Like for Harry Potter, the best defense for your industrial systems against cyber enemies might be an invisibility cloak.
“If your site can’t be seen, it can’t be hacked,” says Xavier Mesrobian, vice president of sales and marketing for Skkynet Cloud Systems, a member of the Control System Integrators Association (CSIA). The company’s work on security was recognized in January when its Secure Cloud Service won the Battle of the Platforms for Best IoT Security Solution at the M2M Evolution Conference and Expo in Miami.
Although companies have been relying on virtual private networks (VPNs) to ensure the security of their information when connecting to the Internet, this approach has a fatal flaw, according to Mesrobian. It requires that a port through a company’s firewall always remains open to access and transmit data. This gives hackers the ability to steal authentication codes and passwords to access any device on a network. It was the method reportedly used by Chinese hackers recently in widespread attacks on U.S. government systems.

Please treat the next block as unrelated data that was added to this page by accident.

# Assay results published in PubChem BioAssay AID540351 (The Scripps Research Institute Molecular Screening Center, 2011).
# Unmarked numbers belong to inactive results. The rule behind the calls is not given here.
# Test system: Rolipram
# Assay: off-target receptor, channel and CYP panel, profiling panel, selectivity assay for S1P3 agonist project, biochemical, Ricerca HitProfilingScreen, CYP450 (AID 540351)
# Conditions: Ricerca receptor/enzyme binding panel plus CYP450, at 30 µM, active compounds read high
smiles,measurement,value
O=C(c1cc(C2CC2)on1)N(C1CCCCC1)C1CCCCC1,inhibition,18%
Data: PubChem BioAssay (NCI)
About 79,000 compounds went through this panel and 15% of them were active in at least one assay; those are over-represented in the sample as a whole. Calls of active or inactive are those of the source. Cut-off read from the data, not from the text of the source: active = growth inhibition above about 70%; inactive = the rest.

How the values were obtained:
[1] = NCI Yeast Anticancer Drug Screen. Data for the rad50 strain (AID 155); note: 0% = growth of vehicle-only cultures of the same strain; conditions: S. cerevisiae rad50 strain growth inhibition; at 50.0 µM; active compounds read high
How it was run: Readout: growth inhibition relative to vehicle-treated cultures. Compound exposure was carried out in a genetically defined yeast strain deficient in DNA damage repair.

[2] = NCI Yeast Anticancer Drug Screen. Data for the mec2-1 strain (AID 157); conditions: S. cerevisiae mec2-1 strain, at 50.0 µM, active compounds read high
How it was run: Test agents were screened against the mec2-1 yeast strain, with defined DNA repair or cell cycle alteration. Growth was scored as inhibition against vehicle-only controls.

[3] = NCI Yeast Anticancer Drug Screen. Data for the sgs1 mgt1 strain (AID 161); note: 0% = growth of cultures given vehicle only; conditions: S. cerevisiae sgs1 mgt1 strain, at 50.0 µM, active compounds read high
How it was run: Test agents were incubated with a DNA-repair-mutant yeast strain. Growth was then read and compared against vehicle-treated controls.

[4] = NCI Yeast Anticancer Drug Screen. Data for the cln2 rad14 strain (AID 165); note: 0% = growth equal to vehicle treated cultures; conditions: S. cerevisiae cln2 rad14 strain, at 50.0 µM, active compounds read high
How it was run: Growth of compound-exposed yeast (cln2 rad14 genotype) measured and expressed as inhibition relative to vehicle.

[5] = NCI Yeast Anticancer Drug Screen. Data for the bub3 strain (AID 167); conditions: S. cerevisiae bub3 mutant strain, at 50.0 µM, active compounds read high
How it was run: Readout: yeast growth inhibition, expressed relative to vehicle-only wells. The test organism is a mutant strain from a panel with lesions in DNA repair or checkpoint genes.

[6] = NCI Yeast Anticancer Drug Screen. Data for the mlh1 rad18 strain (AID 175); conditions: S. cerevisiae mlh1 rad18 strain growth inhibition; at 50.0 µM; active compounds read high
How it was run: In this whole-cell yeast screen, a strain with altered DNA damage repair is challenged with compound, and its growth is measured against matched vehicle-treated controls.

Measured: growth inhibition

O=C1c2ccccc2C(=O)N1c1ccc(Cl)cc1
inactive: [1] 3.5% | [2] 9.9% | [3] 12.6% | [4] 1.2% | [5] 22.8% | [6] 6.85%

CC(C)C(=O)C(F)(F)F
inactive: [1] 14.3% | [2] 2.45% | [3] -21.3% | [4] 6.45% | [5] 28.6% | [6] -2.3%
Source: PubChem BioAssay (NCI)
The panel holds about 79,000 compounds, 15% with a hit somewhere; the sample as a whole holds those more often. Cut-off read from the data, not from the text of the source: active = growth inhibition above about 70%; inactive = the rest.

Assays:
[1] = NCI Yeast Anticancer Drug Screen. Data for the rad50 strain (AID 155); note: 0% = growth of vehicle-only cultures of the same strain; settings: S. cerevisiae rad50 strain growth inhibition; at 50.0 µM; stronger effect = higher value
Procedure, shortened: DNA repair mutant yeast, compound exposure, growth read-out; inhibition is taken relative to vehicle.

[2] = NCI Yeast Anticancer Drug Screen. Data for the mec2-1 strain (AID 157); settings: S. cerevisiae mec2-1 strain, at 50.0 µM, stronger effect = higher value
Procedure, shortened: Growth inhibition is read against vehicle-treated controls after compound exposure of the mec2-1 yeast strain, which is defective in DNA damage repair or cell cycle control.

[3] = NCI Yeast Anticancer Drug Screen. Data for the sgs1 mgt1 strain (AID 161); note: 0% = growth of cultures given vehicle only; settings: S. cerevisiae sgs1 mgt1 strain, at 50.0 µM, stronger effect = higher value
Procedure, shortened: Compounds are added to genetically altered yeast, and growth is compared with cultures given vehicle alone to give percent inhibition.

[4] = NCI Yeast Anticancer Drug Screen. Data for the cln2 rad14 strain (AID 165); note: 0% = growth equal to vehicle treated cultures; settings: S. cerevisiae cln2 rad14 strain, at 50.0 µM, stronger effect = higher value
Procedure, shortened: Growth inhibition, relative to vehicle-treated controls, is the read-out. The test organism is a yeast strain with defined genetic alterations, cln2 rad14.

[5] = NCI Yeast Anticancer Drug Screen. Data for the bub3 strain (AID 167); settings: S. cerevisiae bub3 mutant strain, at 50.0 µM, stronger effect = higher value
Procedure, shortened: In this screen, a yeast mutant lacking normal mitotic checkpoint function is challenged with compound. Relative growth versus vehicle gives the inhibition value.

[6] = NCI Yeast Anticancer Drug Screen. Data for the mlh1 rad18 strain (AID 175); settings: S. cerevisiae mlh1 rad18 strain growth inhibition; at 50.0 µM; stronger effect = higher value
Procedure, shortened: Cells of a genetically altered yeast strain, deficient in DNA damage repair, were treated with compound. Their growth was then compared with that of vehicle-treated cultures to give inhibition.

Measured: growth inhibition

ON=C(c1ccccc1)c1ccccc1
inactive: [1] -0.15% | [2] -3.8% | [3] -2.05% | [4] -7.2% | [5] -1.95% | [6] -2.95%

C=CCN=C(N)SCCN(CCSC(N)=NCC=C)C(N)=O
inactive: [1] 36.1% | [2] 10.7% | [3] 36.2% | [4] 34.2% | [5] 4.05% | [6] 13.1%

Skkynet says it has a better approach that it calls “secure by design,” a publish-and-subscribe system that pushes data past the firewall. It uses a different connection model called WebSocket that can be applied to industrial data communications in a way that allows only outbound connections from a plant to the cloud.
“No inbound connections are necessary; no plant firewall ports need to be left open,” Mesrobian says. “Once the connection is established, the data can flow in both directions. Or you can choose to make all or some of your data read-only, preventing any write back from the cloud.”
Mesrobian explains further, “A static IP address can always be made visible, but by using an approach that’s secure by design, it’s virtually impossible to break into a system. With no inbound ports, a company’s site can’t been seen by the Internet.”
Security is one concern as industrial technology advances and more machines and devices are connected to the Internet. Read the full article about the transformation of machine-to-machine practices.